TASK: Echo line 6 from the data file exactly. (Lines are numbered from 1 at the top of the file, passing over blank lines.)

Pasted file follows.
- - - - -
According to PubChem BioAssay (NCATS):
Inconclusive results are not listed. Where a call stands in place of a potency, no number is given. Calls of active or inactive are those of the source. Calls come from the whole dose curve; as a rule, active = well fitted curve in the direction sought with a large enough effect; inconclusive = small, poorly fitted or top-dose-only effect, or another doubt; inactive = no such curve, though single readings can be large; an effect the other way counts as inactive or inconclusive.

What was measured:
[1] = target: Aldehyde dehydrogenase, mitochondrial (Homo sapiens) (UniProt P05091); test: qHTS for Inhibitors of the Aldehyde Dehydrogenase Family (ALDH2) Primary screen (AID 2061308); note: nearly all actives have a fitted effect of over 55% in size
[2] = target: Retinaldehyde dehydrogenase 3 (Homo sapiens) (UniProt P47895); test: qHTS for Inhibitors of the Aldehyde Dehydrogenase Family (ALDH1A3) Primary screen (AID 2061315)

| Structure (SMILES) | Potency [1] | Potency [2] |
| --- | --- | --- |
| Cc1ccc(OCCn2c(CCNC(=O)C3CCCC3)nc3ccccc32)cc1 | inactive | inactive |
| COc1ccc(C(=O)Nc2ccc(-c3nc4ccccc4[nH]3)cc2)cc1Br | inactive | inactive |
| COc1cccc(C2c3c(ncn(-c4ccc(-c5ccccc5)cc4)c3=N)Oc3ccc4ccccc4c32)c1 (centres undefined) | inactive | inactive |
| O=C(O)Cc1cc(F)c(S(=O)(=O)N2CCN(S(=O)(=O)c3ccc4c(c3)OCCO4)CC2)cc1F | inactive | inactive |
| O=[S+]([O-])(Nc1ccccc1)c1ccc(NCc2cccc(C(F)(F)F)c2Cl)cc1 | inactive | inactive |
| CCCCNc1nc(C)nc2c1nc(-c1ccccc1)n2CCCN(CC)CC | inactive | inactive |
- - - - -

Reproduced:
| Structure (SMILES) | Potency [1] | Potency [2] |